Kansas State University scientist Dallas Seifers has found a virus never before detected in wheat.
"We just found it in this year's growing season," says Seifers, who is a wheat researcher at the university's agricultural research center in Hays, Kansas.
Although the virus was found in multiple locations around the state last spring, including university fields and privately-owned land, there was no indication that it had a significant yield impact on the 2006 wheat crop, he says.
Once Seifers discovered the disease, he worked through several processes to rule out other known diseases before reaching the conclusion that this one was a new one.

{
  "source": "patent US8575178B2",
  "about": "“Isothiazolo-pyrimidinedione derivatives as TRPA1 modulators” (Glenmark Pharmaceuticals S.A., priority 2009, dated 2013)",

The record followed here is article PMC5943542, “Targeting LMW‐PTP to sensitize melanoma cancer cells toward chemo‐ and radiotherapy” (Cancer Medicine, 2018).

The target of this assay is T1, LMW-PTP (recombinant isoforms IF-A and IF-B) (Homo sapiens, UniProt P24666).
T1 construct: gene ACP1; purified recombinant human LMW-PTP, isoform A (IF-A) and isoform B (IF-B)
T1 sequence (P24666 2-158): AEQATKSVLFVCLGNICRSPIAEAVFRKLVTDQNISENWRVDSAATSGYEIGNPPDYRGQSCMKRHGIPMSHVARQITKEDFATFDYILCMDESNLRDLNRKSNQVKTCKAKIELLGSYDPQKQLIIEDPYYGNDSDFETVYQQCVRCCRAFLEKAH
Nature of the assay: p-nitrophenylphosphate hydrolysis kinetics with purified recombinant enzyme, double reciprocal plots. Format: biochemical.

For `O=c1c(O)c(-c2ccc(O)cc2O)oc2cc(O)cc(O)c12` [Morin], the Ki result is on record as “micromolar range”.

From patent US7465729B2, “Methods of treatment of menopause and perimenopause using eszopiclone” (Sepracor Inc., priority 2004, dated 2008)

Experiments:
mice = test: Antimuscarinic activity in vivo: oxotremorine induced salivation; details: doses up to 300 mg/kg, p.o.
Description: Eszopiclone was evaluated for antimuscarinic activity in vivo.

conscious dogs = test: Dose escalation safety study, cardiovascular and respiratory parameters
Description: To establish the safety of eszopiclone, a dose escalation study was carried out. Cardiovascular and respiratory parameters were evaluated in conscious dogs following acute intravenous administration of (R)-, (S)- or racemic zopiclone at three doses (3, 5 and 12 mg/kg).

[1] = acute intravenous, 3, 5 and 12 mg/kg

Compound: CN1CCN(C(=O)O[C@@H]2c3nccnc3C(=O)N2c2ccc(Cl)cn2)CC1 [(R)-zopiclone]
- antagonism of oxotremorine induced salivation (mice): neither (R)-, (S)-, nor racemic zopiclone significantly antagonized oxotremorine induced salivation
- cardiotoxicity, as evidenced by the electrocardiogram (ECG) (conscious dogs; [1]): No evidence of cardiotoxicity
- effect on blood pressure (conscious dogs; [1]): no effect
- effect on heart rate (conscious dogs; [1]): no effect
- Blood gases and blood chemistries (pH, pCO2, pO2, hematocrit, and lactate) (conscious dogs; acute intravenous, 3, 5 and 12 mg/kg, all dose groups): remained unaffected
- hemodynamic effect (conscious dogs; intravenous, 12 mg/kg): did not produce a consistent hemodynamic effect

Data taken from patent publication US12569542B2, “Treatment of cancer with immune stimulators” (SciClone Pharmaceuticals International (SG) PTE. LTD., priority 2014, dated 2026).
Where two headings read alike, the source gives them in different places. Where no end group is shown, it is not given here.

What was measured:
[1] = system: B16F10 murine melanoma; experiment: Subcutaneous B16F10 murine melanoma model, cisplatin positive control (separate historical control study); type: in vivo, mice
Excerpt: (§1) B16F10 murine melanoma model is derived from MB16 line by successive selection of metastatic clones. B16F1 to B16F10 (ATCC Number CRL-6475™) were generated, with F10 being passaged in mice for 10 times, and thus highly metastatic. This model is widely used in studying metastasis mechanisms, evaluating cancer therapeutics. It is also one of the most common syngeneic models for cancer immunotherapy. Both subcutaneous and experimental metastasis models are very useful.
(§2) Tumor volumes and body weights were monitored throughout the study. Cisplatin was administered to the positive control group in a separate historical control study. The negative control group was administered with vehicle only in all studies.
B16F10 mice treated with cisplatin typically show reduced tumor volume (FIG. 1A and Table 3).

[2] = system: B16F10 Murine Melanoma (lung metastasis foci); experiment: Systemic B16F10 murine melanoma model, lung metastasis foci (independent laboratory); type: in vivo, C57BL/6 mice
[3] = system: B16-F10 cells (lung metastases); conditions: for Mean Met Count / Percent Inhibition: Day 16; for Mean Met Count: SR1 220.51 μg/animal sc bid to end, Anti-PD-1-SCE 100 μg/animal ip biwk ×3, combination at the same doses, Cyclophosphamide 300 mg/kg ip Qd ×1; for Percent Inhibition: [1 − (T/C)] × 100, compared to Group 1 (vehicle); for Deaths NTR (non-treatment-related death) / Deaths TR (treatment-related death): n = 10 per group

The virus, which Seifers is calling triticum mosaic virus, seems to have affected cultivars that have been developed for their resistance to wheat streak mosaic, he says.
Visually, the virus's disease symptoms resemble several other viruses, including wheat streak mosaic.
There are still many unknowns about the disease, Seifers says, including what impact it might have on yields in coming years, how widespread it was in 2006 and what sort of weather conditions it favors.
"We're looking for answers to those questions and more," he says.
Many crop researchers spend their whole careers without discovering a disease, but this is Seifers' third find. He also discovered what is now called High Plains virus and Wheat Yellow Head virus.